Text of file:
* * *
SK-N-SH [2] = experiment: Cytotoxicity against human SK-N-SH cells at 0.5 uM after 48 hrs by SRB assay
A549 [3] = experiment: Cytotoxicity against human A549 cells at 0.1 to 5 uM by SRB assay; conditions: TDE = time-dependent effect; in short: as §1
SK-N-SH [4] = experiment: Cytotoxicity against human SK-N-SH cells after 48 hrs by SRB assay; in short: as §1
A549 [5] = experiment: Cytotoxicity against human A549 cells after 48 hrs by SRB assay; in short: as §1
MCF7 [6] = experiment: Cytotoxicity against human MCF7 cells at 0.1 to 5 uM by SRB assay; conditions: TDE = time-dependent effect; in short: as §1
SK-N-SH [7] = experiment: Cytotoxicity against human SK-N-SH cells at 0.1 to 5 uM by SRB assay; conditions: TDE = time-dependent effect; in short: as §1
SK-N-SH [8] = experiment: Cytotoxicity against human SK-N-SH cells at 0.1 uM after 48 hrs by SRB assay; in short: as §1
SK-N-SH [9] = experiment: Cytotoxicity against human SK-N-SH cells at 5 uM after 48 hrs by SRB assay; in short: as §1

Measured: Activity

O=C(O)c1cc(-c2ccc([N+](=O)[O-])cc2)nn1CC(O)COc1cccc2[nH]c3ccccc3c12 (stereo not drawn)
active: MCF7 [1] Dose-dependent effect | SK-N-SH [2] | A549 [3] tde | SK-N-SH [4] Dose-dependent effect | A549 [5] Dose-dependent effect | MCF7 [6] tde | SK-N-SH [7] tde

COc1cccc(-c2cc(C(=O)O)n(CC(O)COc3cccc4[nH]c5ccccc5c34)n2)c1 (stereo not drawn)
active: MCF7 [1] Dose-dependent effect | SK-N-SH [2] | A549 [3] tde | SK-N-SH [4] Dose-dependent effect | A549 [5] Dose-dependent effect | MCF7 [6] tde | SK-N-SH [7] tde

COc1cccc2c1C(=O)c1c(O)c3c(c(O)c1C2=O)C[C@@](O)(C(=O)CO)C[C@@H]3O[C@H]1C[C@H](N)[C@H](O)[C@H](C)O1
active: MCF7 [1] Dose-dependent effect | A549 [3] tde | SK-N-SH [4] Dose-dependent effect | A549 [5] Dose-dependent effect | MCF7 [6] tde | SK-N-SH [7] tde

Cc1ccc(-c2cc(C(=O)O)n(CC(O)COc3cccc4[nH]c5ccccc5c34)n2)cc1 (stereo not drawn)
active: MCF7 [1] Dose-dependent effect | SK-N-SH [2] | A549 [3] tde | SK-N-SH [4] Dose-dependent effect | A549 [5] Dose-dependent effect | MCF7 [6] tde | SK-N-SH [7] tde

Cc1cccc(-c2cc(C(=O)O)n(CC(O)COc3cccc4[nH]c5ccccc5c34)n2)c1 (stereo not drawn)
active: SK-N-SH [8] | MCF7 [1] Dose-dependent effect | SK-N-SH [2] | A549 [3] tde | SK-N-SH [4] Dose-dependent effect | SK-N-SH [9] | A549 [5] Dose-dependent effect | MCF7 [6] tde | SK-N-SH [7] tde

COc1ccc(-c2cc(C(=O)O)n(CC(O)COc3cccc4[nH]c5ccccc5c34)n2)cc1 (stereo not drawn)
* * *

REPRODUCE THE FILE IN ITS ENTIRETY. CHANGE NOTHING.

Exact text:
SK-N-SH [2] = experiment: Cytotoxicity against human SK-N-SH cells at 0.5 uM after 48 hrs by SRB assay
A549 [3] = experiment: Cytotoxicity against human A549 cells at 0.1 to 5 uM by SRB assay; conditions: TDE = time-dependent effect; in short: as §1
SK-N-SH [4] = experiment: Cytotoxicity against human SK-N-SH cells after 48 hrs by SRB assay; in short: as §1
A549 [5] = experiment: Cytotoxicity against human A549 cells after 48 hrs by SRB assay; in short: as §1
MCF7 [6] = experiment: Cytotoxicity against human MCF7 cells at 0.1 to 5 uM by SRB assay; conditions: TDE = time-dependent effect; in short: as §1
SK-N-SH [7] = experiment: Cytotoxicity against human SK-N-SH cells at 0.1 to 5 uM by SRB assay; conditions: TDE = time-dependent effect; in short: as §1
SK-N-SH [8] = experiment: Cytotoxicity against human SK-N-SH cells at 0.1 uM after 48 hrs by SRB assay; in short: as §1
SK-N-SH [9] = experiment: Cytotoxicity against human SK-N-SH cells at 5 uM after 48 hrs by SRB assay; in short: as §1

Measured: Activity

O=C(O)c1cc(-c2ccc([N+](=O)[O-])cc2)nn1CC(O)COc1cccc2[nH]c3ccccc3c12 (stereo not drawn)
active: MCF7 [1] Dose-dependent effect | SK-N-SH [2] | A549 [3] tde | SK-N-SH [4] Dose-dependent effect | A549 [5] Dose-dependent effect | MCF7 [6] tde | SK-N-SH [7] tde

COc1cccc(-c2cc(C(=O)O)n(CC(O)COc3cccc4[nH]c5ccccc5c34)n2)c1 (stereo not drawn)
active: MCF7 [1] Dose-dependent effect | SK-N-SH [2] | A549 [3] tde | SK-N-SH [4] Dose-dependent effect | A549 [5] Dose-dependent effect | MCF7 [6] tde | SK-N-SH [7] tde

COc1cccc2c1C(=O)c1c(O)c3c(c(O)c1C2=O)C[C@@](O)(C(=O)CO)C[C@@H]3O[C@H]1C[C@H](N)[C@H](O)[C@H](C)O1
active: MCF7 [1] Dose-dependent effect | A549 [3] tde | SK-N-SH [4] Dose-dependent effect | A549 [5] Dose-dependent effect | MCF7 [6] tde | SK-N-SH [7] tde

Cc1ccc(-c2cc(C(=O)O)n(CC(O)COc3cccc4[nH]c5ccccc5c34)n2)cc1 (stereo not drawn)
active: MCF7 [1] Dose-dependent effect | SK-N-SH [2] | A549 [3] tde | SK-N-SH [4] Dose-dependent effect | A549 [5] Dose-dependent effect | MCF7 [6] tde | SK-N-SH [7] tde

Cc1cccc(-c2cc(C(=O)O)n(CC(O)COc3cccc4[nH]c5ccccc5c34)n2)c1 (stereo not drawn)
active: SK-N-SH [8] | MCF7 [1] Dose-dependent effect | SK-N-SH [2] | A549 [3] tde | SK-N-SH [4] Dose-dependent effect | SK-N-SH [9] | A549 [5] Dose-dependent effect | MCF7 [6] tde | SK-N-SH [7] tde

COc1ccc(-c2cc(C(=O)O)n(CC(O)COc3cccc4[nH]c5ccccc5c34)n2)cc1 (stereo not drawn)